• Rep. Connie Rowe is the Vice Chair of the Majority Caucus in the House of Representatives.  She also serves as Vice Chair of both the Rules Committee and Military and Veterans Affairs Committee. Representative Rowe was elected to represent District 13 of the Alabama House of Representatives, which includes Blount and Walker counties. She previously served as Police Chief for the City of Jasper as well as a criminal investigator for the Walker County District Attorney’s Office.
  • Kyes Stevens is the Founder and Director of the Alabama Prison Arts + Education Project at Auburn University.  Starting in 2001, she has worked to design and build an innovative and sustainable outreach program that works with the underserved adult prison population in Alabama. Stevens oversees all aspects of APAEP programming. She has served as a grants reviewer for the National Endowment for the Arts and the Alabama State Council on the Arts, was an inaugural member of an emerging arts administrators organization in Alabama, and works in advisory capacities nationally for individuals and programs seeking to develop arts and education programming within prisons. She is the fourth generation of her family to work in Outreach at Auburn University and was awarded an Auburn University Young Alumni Award for her efforts building APAEP. She was also an inaugural recipient of the Lillian E. Smith Writer in Service Award and continues to publish poems.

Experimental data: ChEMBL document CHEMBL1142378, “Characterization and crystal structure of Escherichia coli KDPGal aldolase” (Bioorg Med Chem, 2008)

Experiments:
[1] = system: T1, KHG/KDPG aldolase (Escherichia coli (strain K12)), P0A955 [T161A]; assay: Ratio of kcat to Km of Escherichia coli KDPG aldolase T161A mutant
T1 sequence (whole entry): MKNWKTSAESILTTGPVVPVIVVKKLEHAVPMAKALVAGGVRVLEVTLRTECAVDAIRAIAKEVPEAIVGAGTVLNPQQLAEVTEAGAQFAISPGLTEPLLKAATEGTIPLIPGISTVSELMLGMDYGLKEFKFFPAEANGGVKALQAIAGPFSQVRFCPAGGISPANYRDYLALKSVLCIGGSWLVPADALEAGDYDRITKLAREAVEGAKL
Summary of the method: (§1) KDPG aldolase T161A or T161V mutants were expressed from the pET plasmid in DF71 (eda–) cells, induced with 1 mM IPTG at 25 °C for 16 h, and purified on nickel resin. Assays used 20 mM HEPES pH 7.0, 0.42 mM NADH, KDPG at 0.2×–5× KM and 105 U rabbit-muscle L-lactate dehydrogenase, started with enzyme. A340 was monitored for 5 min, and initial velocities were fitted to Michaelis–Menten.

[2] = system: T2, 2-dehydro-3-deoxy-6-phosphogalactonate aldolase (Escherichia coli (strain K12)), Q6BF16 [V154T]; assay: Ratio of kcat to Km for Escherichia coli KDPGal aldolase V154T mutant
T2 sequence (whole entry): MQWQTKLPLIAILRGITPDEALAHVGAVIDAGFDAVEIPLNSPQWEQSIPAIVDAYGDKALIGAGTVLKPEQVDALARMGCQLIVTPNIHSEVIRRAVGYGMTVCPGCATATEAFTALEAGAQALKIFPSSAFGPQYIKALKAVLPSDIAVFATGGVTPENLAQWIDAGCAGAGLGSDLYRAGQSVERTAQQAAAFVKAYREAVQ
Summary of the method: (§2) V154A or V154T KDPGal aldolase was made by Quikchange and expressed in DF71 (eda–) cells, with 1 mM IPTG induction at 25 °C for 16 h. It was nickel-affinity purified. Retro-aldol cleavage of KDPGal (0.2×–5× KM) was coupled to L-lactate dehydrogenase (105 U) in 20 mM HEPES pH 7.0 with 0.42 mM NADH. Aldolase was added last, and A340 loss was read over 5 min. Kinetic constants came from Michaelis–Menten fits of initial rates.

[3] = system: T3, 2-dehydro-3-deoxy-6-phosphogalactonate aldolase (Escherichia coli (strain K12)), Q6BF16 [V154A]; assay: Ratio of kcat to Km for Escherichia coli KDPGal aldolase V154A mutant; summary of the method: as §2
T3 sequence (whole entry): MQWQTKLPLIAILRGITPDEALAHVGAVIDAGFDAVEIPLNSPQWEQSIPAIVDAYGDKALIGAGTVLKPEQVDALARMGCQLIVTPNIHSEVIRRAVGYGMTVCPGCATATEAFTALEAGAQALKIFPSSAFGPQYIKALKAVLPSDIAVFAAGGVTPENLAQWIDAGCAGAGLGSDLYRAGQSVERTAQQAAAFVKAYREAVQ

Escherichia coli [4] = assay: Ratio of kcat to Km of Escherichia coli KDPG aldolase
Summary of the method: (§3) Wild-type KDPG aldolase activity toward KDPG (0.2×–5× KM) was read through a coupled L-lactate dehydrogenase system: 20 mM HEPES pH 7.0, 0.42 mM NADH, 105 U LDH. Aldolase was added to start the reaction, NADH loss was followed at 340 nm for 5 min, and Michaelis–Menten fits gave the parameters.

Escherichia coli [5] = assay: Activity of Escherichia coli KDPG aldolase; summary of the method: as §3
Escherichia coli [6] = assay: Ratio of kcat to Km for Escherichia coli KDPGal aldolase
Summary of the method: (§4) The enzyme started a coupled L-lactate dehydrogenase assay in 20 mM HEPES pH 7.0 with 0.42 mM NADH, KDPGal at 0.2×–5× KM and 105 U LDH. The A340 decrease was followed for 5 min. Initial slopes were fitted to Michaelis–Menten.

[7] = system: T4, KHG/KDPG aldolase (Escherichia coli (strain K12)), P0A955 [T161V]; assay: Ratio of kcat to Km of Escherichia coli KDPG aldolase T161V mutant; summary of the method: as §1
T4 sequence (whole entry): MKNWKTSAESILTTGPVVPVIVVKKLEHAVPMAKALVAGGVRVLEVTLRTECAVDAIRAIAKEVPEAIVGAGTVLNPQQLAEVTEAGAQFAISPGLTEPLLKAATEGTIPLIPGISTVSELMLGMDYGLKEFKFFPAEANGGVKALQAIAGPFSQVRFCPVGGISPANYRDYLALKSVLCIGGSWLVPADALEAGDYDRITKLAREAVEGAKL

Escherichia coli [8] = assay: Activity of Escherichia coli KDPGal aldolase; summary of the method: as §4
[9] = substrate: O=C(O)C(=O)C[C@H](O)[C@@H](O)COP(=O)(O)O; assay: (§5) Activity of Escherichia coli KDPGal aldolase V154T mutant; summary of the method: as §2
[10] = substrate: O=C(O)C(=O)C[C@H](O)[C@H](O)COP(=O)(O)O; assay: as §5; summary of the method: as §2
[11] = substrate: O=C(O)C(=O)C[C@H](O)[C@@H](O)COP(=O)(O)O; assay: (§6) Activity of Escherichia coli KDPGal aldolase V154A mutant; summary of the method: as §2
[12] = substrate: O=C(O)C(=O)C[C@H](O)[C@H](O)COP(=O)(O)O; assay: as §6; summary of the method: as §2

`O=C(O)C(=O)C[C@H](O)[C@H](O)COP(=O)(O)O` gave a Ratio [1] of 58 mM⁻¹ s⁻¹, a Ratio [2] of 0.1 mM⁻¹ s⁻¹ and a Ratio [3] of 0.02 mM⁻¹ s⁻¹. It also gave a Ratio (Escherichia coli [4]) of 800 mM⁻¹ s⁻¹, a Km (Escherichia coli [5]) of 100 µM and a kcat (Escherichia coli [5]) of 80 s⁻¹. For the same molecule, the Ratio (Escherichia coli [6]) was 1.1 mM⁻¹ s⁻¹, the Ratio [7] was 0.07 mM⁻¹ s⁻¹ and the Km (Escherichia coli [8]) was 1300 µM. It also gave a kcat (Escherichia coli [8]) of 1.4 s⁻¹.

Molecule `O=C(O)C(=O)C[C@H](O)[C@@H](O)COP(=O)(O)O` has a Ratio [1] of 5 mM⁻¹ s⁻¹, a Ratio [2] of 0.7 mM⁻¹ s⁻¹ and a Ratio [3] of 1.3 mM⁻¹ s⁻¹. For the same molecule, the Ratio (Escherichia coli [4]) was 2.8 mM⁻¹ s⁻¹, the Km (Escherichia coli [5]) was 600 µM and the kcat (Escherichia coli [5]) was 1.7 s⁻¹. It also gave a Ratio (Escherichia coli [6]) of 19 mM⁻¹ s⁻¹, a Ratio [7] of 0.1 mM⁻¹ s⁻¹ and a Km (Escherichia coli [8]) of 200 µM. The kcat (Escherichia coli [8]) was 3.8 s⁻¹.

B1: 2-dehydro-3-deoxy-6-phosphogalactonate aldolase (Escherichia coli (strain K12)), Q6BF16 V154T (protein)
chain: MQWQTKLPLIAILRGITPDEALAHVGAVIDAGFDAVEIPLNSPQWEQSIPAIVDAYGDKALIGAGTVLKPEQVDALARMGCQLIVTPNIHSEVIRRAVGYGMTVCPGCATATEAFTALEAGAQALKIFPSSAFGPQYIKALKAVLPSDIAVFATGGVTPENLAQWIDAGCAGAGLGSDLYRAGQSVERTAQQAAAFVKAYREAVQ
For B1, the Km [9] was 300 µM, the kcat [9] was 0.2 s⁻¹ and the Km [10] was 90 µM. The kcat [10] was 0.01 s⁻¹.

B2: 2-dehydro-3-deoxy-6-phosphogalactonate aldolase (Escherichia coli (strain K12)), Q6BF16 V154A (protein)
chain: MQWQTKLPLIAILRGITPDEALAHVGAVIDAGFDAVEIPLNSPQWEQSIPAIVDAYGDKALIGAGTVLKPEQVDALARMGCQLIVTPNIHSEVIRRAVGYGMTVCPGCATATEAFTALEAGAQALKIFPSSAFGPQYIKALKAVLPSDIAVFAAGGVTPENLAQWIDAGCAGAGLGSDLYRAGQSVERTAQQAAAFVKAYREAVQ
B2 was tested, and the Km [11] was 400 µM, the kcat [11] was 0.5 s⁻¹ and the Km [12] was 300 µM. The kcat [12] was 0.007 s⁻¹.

• Willie Williams, Lt. Gen., USMC (Retired) is a senior consultant and Owner/President of Williams Consulting, LLC based in Huntsville assisting the Department of Defense-supporting contractors and industries in strategic business development. Williams previously served as the Chief of the Marine Corps Staff, Headquarters Marine Corps, Washington, DC, where he was responsible for day-to-day operations at headquarters, coordinating decision-making association activities across internal and external staffs of, in addition to the Marin Corps, principal assistant and adviser to the Commandant and the Assistant Commandant of the Marine Corps as they led and managed its 200,000 members, and their military readiness effectiveness. Willie was commissioned into the officer ranks after earning his Bachelor of Arts (Cum Laude) in Business Administration from Stillman College. He also holds a MBA from National University and a MS in Strategic Resources Management from Industrial College of the Armed Forces at National Defense University.